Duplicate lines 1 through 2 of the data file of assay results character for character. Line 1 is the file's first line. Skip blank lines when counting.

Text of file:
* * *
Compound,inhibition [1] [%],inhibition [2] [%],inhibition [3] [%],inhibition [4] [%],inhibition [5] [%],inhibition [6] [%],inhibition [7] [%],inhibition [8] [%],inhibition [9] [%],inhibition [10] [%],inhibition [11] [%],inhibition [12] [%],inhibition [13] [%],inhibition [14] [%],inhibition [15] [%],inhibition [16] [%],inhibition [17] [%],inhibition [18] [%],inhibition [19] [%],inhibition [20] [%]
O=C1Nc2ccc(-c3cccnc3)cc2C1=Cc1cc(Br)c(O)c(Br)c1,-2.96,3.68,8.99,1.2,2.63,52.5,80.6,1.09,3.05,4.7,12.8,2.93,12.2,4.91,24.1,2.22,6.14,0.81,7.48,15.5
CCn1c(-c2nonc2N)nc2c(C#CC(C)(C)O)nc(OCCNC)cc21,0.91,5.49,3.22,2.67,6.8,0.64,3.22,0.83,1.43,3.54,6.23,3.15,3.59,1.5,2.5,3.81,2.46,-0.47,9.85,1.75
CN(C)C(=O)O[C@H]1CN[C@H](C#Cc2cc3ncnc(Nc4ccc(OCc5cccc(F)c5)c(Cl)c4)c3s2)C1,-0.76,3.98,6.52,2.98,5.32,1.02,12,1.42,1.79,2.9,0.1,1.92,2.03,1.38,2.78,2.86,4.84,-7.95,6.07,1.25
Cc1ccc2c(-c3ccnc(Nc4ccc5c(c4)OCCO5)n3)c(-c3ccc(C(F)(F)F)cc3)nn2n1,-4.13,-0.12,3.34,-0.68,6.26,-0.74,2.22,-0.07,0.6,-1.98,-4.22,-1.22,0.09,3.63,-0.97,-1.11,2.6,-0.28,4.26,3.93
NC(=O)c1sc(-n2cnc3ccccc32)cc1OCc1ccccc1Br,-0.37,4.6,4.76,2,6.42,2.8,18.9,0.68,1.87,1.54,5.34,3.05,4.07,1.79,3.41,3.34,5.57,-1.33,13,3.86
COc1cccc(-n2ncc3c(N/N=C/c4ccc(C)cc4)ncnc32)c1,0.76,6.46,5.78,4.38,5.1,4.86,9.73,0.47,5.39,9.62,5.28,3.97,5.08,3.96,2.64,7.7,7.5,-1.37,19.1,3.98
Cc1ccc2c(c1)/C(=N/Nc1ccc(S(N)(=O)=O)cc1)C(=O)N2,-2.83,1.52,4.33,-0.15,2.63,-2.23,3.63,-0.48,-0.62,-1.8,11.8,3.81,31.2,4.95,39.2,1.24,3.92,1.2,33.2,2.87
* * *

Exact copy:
Compound,inhibition [1] [%],inhibition [2] [%],inhibition [3] [%],inhibition [4] [%],inhibition [5] [%],inhibition [6] [%],inhibition [7] [%],inhibition [8] [%],inhibition [9] [%],inhibition [10] [%],inhibition [11] [%],inhibition [12] [%],inhibition [13] [%],inhibition [14] [%],inhibition [15] [%],inhibition [16] [%],inhibition [17] [%],inhibition [18] [%],inhibition [19] [%],inhibition [20] [%]
O=C1Nc2ccc(-c3cccnc3)cc2C1=Cc1cc(Br)c(O)c(Br)c1,-2.96,3.68,8.99,1.2,2.63,52.5,80.6,1.09,3.05,4.7,12.8,2.93,12.2,4.91,24.1,2.22,6.14,0.81,7.48,15.5